Nobody should be allowed to talk down to the leadership of the ANC or its members, national executive committee member Malusi Gigaba said on Saturday.
Gigaba was reacting to public calls for President Jacob Zuma to step down following the Constitutional Court’s judgment regarding spending on non-security upgrades at his Nkandla home.
These calls have also been coming from ANC veterans and members such as Ahmed Kathrada, Mavuso Msimang and Trevor Manuel.
“The veterans of the ANC do not influence the masses of the people… our view is that as the custodians of the values and ethos of the ANC and culture and tradition of the movement, they know what they ought to have done to raise those issues,” he told News24 on the sidelines of the ANC’s manifesto launch in Port Elizabeth.
“By choosing the public platform they forcing us to respond to them using the public platforms, and nobody must be allowed to talk down to the leadership of the ANC, [and] talk down to members of the ANC, because they are not the moral demigods of the ANC more than anyone else who belongs to the ANC.”
Gigaba said ANC veterans and former leaders should have respect for the current leadership of the party.
“We expect respect from our predecessors, much the same way we respected them before.
“They must come to talk to us in a proper way, in a respectful way, respecting the leadership structures of the ANC and all the platforms created by the ANC.”
Gigaba, who is also the Home Affairs Minister, said the ANC would not allow these issues to distract it ahead of the August 3 elections.
He said there were always topical issues ahead of elections, which impacted the ANC’s campaign.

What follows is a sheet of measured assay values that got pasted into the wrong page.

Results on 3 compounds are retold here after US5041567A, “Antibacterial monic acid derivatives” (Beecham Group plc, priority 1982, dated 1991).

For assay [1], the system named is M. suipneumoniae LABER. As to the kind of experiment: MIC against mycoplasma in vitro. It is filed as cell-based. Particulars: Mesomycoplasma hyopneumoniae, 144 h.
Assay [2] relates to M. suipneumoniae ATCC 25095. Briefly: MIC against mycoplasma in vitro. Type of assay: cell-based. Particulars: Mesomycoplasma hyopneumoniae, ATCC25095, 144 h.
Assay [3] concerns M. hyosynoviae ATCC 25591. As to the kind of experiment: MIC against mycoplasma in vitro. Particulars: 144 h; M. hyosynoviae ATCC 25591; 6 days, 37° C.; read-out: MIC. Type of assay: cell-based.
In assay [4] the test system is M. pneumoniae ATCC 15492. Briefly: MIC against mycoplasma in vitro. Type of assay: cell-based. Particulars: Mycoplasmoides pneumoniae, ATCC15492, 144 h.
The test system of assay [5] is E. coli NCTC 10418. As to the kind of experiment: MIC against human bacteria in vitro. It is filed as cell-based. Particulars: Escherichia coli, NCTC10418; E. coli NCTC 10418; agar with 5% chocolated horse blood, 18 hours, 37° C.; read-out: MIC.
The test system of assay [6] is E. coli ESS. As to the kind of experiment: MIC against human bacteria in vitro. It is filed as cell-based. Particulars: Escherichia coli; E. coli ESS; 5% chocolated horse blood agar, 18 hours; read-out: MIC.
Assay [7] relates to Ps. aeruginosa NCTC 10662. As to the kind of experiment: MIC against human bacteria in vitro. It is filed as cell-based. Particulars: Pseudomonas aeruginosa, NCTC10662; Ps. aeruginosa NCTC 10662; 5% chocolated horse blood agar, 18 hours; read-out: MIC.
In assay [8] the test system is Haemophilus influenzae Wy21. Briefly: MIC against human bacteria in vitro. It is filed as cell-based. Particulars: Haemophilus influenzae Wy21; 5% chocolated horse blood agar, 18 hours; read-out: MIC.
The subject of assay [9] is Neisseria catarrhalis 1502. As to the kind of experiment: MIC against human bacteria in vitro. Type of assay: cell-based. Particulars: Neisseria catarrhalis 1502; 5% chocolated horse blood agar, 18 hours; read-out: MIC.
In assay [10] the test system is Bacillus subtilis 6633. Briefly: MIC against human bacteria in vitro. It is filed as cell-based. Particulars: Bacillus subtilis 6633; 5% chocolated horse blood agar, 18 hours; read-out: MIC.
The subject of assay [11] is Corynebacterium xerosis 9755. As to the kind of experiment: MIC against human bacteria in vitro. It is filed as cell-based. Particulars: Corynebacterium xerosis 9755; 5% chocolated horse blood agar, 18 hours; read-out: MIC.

Majority not worried by Nkandla
In 1999 it was the situation in Zimbabwe and how the South African government was managing it, in 2004 it was the HIV and Aids debate and in 2014 it was e-tolls and Nkandla.
“So we do expect that as a result of the fact that we are in government there will always be these issues which arise, which impact on the ANC and its ability to garner votes,” Gigaba said.
“We go into the elections campaigning with our eyes wide open knowing those challenges.”
The ANC leadership, however, was not going to sweep this issue under the carpet, he said.
Gigaba said while visiting communities, some people had raised the Nkandla issue with officials but not the majority.
“People said to us ‘we accept the apology of the president’ but that does not change my life in my house.”
ANC officials have spent the week in the Eastern Cape visiting communities in and around Nelson Mandela Bay.
This was part of a bid to mobilise supporters to attend the manifesto launch.
Later on Saturday, Zuma will officially launch the party’s manifesto.